6 Things That Are Bringing Termites Into Your Home, Experts Say
If you want to avoid serious structural damage to your home, it's time to change these habits now.
When it comes to your home, few pests wreak havoc quite like termites. According to the United States Department of Agriculture (USDA), the pests cause approximately $40 billion in damage in 600,000 homes across the world each year. However, it's not just bad luck that can introduce these pests into your life—some items in or around your home could be making you a prime target for a termite infestation. Read on to discover how you could be attracting these destructive bugs to your home.
While those new hardwood floors in your home may look nice, they could be a termite problem waiting to happen.
"Many times, these products introduced into the home are already infested with the drywood termites," says entomologist Mike Duncan, a national technical manager at Truly Nolen Pest Control.
Before having any flooring installed in your home, make sure to inspect it first to make sure there are no signs of termites, including live bugs or dirt tubes.
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If you're thinking of changing out your kitchen cabinetry, you'd be wise to carefully inspect your new cabinets before having them installed.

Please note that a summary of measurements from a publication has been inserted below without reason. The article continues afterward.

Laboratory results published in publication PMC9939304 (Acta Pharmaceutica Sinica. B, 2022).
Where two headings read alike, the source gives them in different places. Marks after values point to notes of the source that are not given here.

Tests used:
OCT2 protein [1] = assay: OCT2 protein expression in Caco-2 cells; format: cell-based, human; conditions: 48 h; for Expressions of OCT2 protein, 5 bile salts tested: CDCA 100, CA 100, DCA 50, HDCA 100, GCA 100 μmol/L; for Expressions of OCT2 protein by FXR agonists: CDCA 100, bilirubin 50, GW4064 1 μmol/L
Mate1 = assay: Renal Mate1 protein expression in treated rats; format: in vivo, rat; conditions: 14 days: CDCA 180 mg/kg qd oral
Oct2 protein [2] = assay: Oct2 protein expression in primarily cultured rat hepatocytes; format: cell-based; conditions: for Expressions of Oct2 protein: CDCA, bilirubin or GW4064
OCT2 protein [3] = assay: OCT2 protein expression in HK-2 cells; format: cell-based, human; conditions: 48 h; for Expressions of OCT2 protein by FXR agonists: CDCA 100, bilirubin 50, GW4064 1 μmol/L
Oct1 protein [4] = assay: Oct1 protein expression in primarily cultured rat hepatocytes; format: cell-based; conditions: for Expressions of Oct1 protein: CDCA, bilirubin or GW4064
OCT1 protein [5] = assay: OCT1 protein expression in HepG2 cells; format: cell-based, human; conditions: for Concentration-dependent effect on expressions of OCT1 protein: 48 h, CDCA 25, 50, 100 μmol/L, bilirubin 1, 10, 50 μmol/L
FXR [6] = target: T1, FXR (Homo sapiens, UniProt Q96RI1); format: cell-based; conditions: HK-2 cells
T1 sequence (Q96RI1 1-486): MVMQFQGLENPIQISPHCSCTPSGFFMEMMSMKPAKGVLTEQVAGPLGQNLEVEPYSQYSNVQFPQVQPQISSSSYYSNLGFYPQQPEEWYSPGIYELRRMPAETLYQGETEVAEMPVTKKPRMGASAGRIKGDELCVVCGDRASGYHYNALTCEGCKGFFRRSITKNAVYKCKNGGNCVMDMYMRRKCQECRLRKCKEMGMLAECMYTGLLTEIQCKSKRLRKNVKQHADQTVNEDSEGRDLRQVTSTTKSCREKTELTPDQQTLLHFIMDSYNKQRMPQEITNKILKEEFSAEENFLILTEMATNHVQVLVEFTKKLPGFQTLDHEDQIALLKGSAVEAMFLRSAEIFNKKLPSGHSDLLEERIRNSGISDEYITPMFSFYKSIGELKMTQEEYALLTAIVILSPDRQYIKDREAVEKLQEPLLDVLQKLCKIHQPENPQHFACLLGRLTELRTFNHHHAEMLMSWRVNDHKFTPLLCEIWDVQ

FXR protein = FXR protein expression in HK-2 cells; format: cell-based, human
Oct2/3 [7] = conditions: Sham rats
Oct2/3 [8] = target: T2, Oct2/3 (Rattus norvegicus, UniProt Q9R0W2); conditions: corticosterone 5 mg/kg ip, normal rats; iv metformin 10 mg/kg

Duncan says that drywood termites can also live in products like wooden cabinetry, causing a full-blown infestation—and serious structural damage—if they reproduce once the cabinets are installed in your home.
It's not just bed bugs you have to worry about when you bring home a piece of antique furniture.
"A common entry way for termites to enter your structure is antique furniture," says Duncan. Before you bring home any antique pieces, make sure to carefully inspect their wooden components for signs of termites, which can include sawdust piles or hearing a hollow sound when you knock on what's supposed to be a solid piece of wood.
Sitting in front of a crackling fire at home is undeniably cozy—but realizing your wood pile has contributed to a serious termite infestation is decidedly less so.
"Firewood or lumber, especially ones that are already decayed, can be a haven for termites," says Ryan Smith, owner of Ant & Garden Organic Pest Control. Even if you're storing your firewood outdoors, it can still contribute to an infestation. "They can lead termites into your home through the tiny cracks and crevices on walls," says Smith.
That pricey landscaping around your home could be hiding more than just emerging weeds—it could also be a haven for termites.
"Mulch plus moisture is a combination that surely attracts termites," says Smith. If you want to avoid an infestation, "Make sure to keep mulch away from your main walls and keep it and your soil dry at all times," Smith recommends.
If you're letting that hose spigot outside your house continue to drip, it may not be long before you've got a termite problem on your hands.
"It's important to avoid sources of excess moisture around the house—leaky spigots, damaged hoses, etc.," says Daniel Perry, chief entomologist at Zevo. "Termites need moisture to survive, so they will use these areas to stage their invasions." To help keep an infestation at bay, attend to any plumbing problems in a timely manner—particularly if they cause outdoor leaks.